Thursday, December 11, 2008

Los Angeles newspapers

Tribune Co. Prepares For Possible Bankruptcy Filing

Los Angeles has had many newspapers over the years, starting with the bilingual Los Angeles Star--first published May 17, 1851. By the time of the Civil War the Star was printed in English only, and its editor, Harry Hamilton, was outspoken in his support of the Confederacy and disdain for President Lincoln. Hamilton was even imprisoned for awhile, but later became a state senator. The liberal media was not so liberal in those days.

The Times came along in 1881, and General Harrison Gray Otis "acquired" it the same year. No idea who the original owner was. The paper was originally printed on a water-powered machine, which had to be stopped whenever fish got caught in the wheel. Seriously. Through the 19th and much of the 20th century it was extraordinarily anti-labor and conservative. In 1937, the DC press corps voted it the "least fair and reliable" paper in the country!

Decades (and many Pulitzer Prizes) later, it's simply a victim of changing times. Like the Star, El Clamor Publico, the Tribune (there were several incarnations), the City News, Mirror, Record, Evening Herald, Herald Examiner, and all the others (here's a list) its day may have passed. Or not--who knows?

Remember All the President's Men? That funky arm-rest that Dustin Hoffman is leaning on is a typewriter. May have been electric, though I can't see the cord. If you made a mistake on a typewritten page, you had to type the entire page over again. Barbarous.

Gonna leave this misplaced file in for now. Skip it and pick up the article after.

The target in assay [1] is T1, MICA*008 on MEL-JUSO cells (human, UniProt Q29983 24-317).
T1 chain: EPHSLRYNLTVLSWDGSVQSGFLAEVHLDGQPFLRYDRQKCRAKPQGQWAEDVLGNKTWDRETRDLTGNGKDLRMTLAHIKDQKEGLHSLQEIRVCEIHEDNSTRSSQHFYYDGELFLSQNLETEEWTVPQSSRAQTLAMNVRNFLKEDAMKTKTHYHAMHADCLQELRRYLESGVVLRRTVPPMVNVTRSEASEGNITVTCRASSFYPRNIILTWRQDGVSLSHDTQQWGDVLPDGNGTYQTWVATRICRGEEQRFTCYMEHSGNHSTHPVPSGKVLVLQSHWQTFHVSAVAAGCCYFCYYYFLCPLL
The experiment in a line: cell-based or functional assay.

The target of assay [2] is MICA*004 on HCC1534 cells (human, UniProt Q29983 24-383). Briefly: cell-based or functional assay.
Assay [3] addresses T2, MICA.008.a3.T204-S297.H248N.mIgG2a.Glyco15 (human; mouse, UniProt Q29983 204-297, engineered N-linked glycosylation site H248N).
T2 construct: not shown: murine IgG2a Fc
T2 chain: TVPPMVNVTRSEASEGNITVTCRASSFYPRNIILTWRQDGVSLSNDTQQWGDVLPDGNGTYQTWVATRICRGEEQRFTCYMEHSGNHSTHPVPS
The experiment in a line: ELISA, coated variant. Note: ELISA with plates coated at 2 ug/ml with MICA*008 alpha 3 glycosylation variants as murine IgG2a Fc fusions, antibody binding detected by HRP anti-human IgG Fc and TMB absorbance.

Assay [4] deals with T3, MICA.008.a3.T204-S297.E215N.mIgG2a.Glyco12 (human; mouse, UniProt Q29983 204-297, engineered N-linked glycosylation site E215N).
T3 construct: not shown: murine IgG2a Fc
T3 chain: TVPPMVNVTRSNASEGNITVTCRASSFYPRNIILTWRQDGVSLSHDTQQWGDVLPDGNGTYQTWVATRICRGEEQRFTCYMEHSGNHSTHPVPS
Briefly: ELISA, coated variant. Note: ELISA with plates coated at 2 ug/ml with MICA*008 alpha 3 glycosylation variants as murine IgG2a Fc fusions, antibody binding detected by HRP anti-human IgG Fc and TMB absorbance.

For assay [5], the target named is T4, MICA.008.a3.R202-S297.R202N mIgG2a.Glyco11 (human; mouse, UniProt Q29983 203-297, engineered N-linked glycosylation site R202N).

Anyway, All the President's Men came out in 1974. By the late 80s, I remember a friend pointing out how the technology had changed--fax machines, cordless pushbutton phones, and even word processors were available. The "newsroom" that seemed so exciting in the movie (and that no doubt sparked many journalism majors) was a relic of the past. Even then, though, in the late 80s, no one could envision NOT getting a daily newspaper.

I think I'm the only one left in my building still getting the Times each morning, which can't be very cost-efficient. Daily newspapers have been around since, what--the 1830s, 1840s? Like cars with internal combustion engines, just didn't expect to see their market collapse in my lifetime.


Frances said...

Actually, Harrison Gray Otis didn't become the sole owner of the LA Times until 1886. He bought a quarter interest in the Los Angeles Daily Times in 1881, ended up owning half of the paper, and then quarreled with the other co-owner Henry H. Boyce. Otis borrowed $18,000 from the banker Isaias Hellman in March 1886 to buy out Boyce, thus starting the family dynasty.

Vix said...

Thank you for clarifying that! I guess most LA history books tend to simplify and leave out that piece of history.